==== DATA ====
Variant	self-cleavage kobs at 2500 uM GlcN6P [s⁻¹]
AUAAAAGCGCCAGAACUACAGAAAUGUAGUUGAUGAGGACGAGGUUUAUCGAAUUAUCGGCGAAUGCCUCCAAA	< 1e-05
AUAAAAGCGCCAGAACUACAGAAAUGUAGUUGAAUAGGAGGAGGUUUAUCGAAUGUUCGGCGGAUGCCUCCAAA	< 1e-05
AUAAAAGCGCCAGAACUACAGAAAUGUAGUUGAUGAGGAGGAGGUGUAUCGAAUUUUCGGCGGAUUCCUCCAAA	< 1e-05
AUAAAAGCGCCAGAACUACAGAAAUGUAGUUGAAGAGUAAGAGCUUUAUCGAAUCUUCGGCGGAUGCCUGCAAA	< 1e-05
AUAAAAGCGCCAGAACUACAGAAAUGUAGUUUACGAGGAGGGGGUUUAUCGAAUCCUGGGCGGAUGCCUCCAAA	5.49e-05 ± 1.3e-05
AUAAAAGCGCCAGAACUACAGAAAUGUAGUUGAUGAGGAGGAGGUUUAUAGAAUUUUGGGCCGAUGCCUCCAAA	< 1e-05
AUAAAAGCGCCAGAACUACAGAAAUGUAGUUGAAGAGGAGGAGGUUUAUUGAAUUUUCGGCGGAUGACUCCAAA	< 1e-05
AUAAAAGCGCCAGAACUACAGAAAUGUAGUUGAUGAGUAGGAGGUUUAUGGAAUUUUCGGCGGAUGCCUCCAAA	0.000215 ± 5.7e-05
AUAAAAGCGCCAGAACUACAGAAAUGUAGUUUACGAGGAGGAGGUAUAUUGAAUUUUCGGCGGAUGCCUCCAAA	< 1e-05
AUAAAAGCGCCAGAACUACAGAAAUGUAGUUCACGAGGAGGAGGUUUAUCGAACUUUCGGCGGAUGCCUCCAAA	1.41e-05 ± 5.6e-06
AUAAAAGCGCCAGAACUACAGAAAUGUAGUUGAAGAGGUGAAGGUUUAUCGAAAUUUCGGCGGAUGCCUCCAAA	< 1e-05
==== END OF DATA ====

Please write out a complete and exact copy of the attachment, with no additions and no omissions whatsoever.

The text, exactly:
Variant	self-cleavage kobs at 2500 uM GlcN6P [s⁻¹]
AUAAAAGCGCCAGAACUACAGAAAUGUAGUUGAUGAGGACGAGGUUUAUCGAAUUAUCGGCGAAUGCCUCCAAA	< 1e-05
AUAAAAGCGCCAGAACUACAGAAAUGUAGUUGAAUAGGAGGAGGUUUAUCGAAUGUUCGGCGGAUGCCUCCAAA	< 1e-05
AUAAAAGCGCCAGAACUACAGAAAUGUAGUUGAUGAGGAGGAGGUGUAUCGAAUUUUCGGCGGAUUCCUCCAAA	< 1e-05
AUAAAAGCGCCAGAACUACAGAAAUGUAGUUGAAGAGUAAGAGCUUUAUCGAAUCUUCGGCGGAUGCCUGCAAA	< 1e-05
AUAAAAGCGCCAGAACUACAGAAAUGUAGUUUACGAGGAGGGGGUUUAUCGAAUCCUGGGCGGAUGCCUCCAAA	5.49e-05 ± 1.3e-05
AUAAAAGCGCCAGAACUACAGAAAUGUAGUUGAUGAGGAGGAGGUUUAUAGAAUUUUGGGCCGAUGCCUCCAAA	< 1e-05
AUAAAAGCGCCAGAACUACAGAAAUGUAGUUGAAGAGGAGGAGGUUUAUUGAAUUUUCGGCGGAUGACUCCAAA	< 1e-05
AUAAAAGCGCCAGAACUACAGAAAUGUAGUUGAUGAGUAGGAGGUUUAUGGAAUUUUCGGCGGAUGCCUCCAAA	0.000215 ± 5.7e-05
AUAAAAGCGCCAGAACUACAGAAAUGUAGUUUACGAGGAGGAGGUAUAUUGAAUUUUCGGCGGAUGCCUCCAAA	< 1e-05
AUAAAAGCGCCAGAACUACAGAAAUGUAGUUCACGAGGAGGAGGUUUAUCGAACUUUCGGCGGAUGCCUCCAAA	1.41e-05 ± 5.6e-06
AUAAAAGCGCCAGAACUACAGAAAUGUAGUUGAAGAGGUGAAGGUUUAUCGAAAUUUCGGCGGAUGCCUCCAAA	< 1e-05